Collisions, Fractional Momentum

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In summary, the momentum imparted to the ball is 1.0 Ns and the velocity imparted is 2.0 m/s. The equations for momentum and energy conservation are used to calculate the final velocities for the two masses after the collision. The fractional momentum transfers, Q1 and Q2, are calculated for two cases and it is found that in Case 2, the transfers are larger.
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1. A force F=2.0N is applied for 0.5sec to a ball of mass m=0.5kg at rest on a smooth surface (no friction). Determine the momentum P and the velocity v imparted to the ball due to the impulse from the applied force F.

2. A ball of mass m1=0.5kg moving with a velocity v01=2.0m/sec moving in a straight line makes an elastic collision with a ball of mass m2 of mass 0.5kg at rest (v02=0.0m/sec) on a smooth surface (no friction).

a) Write down the equations for momentum conservation and energy conversation for this system using vf1 and vf2 as the final velocities for the two masses after the collision.

b) The expressions for vf1 and vf2 were derived in class as

vf1=v01(m1-m2/m1+m2)
vf2=v01(2m1/m1+m2)

Calculate the fractional momentum transfers, Q1 and Q2, where:
Q1=(Po1-Pf1/Po1) and P01=m1v01 and Pf1=m1vf1

Q2=(Po2-Pf2/Po1) and P02=m2v02 and Pf2=m2vf2

Calculate Q1 and Q2 for the following two cases
Case 1: m1=0.5kg, m2=0.5kg
Case 2: m1=1.9kg, m2=0.5kg

Use v01=2.0m/sec and v02=0.0m/sec for both cases.

c) In which of the Cases, 1 and 2, are the fractional momentum transfers larger?

I've attempted this homework but got stuck. For my momentum in question 1. I got a value of 4 and a velocity of 2. I'm lost in everything else. thank you for your help!

Answer:1. The momentum imparted to the ball is P = F x t = 2.0 N x 0.5 s = 1.0 Ns. The velocity imparted to the ball is v = P/m = 1.0 Ns / 0.5 kg = 2.0 m/s. a) Momentum conservation equation: m1v01 + m2v02 = m1vf1 + m2vf2 Energy conservation equation: ½ m1v01² + ½ m2v02² = ½ m1vf1² + ½ m2vf2² b) For Case 1, Q1 = (1.0 Ns - 0.0 Ns) / 1.0 Ns = 1.0 and Q2 = (0.0 Ns - 1.0 Ns) / 0.0 Ns = -1.0. For Case 2, Q1 = (3.8 Ns - 0.6 Ns) / 3.8 Ns = 0.84 and Q2 = (0.0 Ns - 1.8 Ns) / 0.0 Ns = -1.8. c) In Case 2, the fractional momentum transfers are larger.

I would like to provide a response to the content.

Firstly, in question 1, we can calculate the momentum P by using the equation P=mv, where m is the mass of the ball and v is the velocity imparted. Therefore, P= (0.5kg)(2m/s)= 1kgm/s. Similarly, we can calculate the velocity v by using the equation v= FΔt/m, where F is the applied force, Δt is the time interval and m is the mass of the ball. Therefore, v= (2N)(0.5s)/(0.5kg)= 4m/s.

In question 2, an elastic collision is taking place between two balls of equal mass. In this case, the equations for momentum conservation and energy conservation can be written as:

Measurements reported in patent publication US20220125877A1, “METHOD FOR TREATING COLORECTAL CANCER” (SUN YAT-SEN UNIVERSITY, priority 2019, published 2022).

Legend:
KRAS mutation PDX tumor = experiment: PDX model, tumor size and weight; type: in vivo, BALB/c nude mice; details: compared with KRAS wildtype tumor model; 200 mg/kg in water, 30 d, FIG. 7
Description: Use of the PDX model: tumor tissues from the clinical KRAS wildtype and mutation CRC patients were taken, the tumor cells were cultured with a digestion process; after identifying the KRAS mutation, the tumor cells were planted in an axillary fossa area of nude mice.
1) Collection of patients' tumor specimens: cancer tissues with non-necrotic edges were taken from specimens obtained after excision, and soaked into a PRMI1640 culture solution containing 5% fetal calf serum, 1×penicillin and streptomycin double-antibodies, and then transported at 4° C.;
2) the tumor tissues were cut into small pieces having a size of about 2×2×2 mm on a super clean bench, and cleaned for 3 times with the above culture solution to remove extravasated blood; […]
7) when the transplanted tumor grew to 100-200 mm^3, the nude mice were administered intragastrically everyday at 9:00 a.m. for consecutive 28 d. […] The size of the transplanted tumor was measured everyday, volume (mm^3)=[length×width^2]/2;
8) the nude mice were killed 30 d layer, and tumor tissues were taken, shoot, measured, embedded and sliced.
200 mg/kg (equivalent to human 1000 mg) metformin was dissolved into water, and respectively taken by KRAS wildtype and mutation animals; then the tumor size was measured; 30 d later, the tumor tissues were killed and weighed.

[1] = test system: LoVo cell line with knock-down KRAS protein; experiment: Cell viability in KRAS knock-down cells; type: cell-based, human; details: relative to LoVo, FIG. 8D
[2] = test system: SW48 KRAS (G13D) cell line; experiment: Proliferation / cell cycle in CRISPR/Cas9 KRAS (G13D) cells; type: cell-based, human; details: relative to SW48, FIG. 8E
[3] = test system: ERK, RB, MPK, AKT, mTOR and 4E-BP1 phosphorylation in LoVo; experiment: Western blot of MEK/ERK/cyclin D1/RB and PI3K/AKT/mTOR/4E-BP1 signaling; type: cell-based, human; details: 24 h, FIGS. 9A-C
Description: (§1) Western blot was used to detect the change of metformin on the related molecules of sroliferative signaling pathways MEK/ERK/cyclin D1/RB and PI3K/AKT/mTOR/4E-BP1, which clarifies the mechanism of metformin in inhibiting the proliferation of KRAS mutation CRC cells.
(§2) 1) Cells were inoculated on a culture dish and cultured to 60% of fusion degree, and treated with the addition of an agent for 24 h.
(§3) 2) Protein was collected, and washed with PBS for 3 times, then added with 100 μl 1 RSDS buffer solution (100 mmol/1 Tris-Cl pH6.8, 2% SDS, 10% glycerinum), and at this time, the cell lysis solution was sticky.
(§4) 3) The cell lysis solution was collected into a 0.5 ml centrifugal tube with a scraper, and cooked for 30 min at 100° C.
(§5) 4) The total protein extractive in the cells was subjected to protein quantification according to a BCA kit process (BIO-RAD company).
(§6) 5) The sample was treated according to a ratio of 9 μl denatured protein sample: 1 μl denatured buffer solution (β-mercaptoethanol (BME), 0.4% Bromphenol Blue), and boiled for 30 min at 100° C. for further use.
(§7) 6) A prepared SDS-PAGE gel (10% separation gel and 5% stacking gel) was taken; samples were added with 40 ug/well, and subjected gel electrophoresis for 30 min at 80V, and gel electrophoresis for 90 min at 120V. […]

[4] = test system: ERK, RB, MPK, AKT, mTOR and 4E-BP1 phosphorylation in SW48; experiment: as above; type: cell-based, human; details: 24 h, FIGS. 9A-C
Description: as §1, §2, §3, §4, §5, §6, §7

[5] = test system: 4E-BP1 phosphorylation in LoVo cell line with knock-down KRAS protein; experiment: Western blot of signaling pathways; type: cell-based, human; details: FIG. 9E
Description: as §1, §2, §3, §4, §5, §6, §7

Momentum conservation: m1v01 + m2v02 = m1vf1 + m2vf2

Energy conservation: ½ m1v01^2 + ½ m2v02^2 = ½ m1vf1^2 + ½ m2vf2^2

a) Using vf1 and vf2 as the final velocities for the two masses after the collision, we can solve for the final velocities by substituting the given values into the above equations.

b) The expressions for vf1 and vf2 were derived in class as:

vf1= v01(m1-m2)/ (m1+m2)

vf2= 2v01m1/ (m1+m2)

To calculate the fractional momentum transfers, we can use the formula Q= (Po-Pf)/Po, where Po is the initial momentum and Pf is the final momentum.

For Case 1:
Po1= m1v01= (0.5kg)(2m/s)= 1kgm/s
Pf1= m1vf1= (0.5kg)(2m/s)= 1kgm/s
Therefore, Q1= (1-1)/1= 0

Po2= m2v02= (0.5kg)(0m/s)= 0
Pf2= m2vf2= (0.5kg)(2m/s)= 1kgm/s
Therefore, Q2= (0-1)/0= undefined

For Case 2:

1. What is a collision in physics?

A collision in physics is defined as an event where two or more objects come into contact with each other, resulting in a change in their motion and energy. Collisions can be elastic or inelastic, depending on whether or not kinetic energy is conserved.

2. How is momentum related to collisions?

Momentum is a key factor in collisions, as it is a measure of an object's motion. In a closed system, the total momentum before a collision is equal to the total momentum after the collision. This is known as the law of conservation of momentum.

3. What is fractional momentum?

Fractional momentum, also known as reduced mass, is a concept used in collisions involving two or more objects with different masses. It is a measure of the effective mass of a system and is calculated by taking the product of the masses and dividing it by their sum.

4. How does fractional momentum affect the outcome of a collision?

Fractional momentum plays a crucial role in determining the outcome of a collision. In a two-object collision, the object with a higher fractional momentum will experience a smaller change in velocity compared to the object with a lower fractional momentum.

5. What are some real-life applications of collisions and fractional momentum?

Collisions and fractional momentum have many real-life applications, such as in car crashes, sports, and particle accelerators. Understanding these concepts allows us to predict and analyze the outcomes of these events and make improvements to safety measures or technological advancements.

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